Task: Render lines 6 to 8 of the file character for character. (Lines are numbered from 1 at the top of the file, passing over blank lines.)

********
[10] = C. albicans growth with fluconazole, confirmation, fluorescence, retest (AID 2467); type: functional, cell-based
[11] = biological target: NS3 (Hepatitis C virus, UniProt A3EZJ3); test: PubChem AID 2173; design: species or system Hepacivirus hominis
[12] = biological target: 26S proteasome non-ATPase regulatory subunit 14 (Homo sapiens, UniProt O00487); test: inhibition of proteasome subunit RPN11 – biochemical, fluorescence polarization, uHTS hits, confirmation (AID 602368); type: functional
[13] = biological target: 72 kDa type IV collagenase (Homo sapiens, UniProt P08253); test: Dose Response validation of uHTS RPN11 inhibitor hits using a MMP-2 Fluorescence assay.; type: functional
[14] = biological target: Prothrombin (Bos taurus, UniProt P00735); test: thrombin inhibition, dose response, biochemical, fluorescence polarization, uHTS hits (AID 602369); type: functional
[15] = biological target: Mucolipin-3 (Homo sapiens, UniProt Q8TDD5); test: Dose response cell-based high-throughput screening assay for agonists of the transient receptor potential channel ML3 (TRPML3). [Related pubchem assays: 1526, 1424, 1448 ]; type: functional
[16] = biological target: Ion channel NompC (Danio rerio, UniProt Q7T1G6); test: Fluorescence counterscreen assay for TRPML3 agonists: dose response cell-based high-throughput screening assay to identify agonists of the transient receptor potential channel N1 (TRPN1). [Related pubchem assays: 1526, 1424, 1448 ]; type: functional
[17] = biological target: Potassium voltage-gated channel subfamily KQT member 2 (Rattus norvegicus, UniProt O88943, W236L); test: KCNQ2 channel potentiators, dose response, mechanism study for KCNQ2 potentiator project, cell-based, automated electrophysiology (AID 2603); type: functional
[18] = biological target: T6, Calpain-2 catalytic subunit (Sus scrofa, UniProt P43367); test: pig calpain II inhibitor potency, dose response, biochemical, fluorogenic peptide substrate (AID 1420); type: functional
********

[15] = biological target: Mucolipin-3 (Homo sapiens, UniProt Q8TDD5); test: Dose response cell-based high-throughput screening assay for agonists of the transient receptor potential channel ML3 (TRPML3). [Related pubchem assays: 1526, 1424, 1448 ]; type: functional
[16] = biological target: Ion channel NompC (Danio rerio, UniProt Q7T1G6); test: Fluorescence counterscreen assay for TRPML3 agonists: dose response cell-based high-throughput screening assay to identify agonists of the transient receptor potential channel N1 (TRPN1). [Related pubchem assays: 1526, 1424, 1448 ]; type: functional
[17] = biological target: Potassium voltage-gated channel subfamily KQT member 2 (Rattus norvegicus, UniProt O88943, W236L); test: KCNQ2 channel potentiators, dose response, mechanism study for KCNQ2 potentiator project, cell-based, automated electrophysiology (AID 2603); type: functional